Funny how non of the right wing press have reported on this story. You'd think that they would be all over this being such a big story. Yet when we have a storm in a tea cup over John Humphrey's story not being shown due to political bias. We get the Daily Mail with words such as FACT in there frontpage headlines.and calls of foul play from the so called left wing BBC.

  • rate this
    +6

    Comment number 116.

    Welcome to the Tory world of rebalancing the economy from the Have Nots to the Have Yachts. This is their Big Society, and their mendacious claims to having "created" over 1m jobs in the Private Sector. UK can never now complain about slave labour in the sub continent. It is here on our door step. Rejoice at the Tory propaganda!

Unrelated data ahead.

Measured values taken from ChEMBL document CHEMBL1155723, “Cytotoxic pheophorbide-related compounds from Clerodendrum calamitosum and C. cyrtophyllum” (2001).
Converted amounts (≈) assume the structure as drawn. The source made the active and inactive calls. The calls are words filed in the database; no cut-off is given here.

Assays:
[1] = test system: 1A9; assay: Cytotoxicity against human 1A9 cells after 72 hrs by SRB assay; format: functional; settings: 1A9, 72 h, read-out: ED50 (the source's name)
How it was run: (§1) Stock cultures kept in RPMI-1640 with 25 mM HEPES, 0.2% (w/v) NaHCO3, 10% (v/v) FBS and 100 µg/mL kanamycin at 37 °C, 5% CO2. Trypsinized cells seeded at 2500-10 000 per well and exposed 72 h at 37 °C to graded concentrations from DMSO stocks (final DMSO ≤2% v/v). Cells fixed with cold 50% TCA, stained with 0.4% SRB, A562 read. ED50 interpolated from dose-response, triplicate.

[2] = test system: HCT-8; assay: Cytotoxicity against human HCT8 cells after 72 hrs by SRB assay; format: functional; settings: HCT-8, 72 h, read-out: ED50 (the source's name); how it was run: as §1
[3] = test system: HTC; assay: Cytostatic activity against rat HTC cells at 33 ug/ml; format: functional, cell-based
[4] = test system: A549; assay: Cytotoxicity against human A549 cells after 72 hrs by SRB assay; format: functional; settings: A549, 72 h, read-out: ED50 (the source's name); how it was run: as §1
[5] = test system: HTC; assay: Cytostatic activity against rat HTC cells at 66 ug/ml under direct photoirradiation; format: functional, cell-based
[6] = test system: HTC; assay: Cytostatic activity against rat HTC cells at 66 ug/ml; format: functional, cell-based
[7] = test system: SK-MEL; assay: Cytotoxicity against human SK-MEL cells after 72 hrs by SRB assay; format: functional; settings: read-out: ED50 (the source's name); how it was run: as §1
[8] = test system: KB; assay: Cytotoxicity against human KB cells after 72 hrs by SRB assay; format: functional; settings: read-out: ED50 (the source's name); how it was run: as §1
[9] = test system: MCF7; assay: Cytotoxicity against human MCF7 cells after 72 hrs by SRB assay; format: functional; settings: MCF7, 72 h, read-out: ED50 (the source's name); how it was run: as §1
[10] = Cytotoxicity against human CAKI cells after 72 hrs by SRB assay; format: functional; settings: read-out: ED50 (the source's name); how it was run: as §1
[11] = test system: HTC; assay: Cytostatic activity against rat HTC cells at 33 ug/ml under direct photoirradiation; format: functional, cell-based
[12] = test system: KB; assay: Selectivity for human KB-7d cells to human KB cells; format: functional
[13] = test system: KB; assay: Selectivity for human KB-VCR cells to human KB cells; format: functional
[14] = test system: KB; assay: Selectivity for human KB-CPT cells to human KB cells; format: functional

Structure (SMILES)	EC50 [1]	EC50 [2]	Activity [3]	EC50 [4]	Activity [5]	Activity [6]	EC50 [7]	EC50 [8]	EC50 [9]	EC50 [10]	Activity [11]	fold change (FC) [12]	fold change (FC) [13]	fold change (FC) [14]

• rate this
    +9

    Comment number 115.

    @37. johnboy99

    "Never trust the Tories."

    And the others, mate.

  • rate this
    +7

    Comment number 114.

    These contracts are ridiculous and they mask the real unemployment figure. Unemployment should be redefined into those in full time, part time and those on Zero hour contracts. The German economy goes from strength to strength because it recognises the worth of its workforce and the benefits of a properly regulated employer / employee environment.

  • rate this
    +5

    Comment number 113.

    Disgusting. How can people live? Not knowing how many hours they're working or when - how do people sort out childcare; apply for mortgages without knowing annual income; book holidays etc. I know that employees are having it rough but how do they get loyal, motivated staff if they treat them like a herd of cows! Time the government adopted a less Dickensian attitude. What next? Workhouses!

  • rate this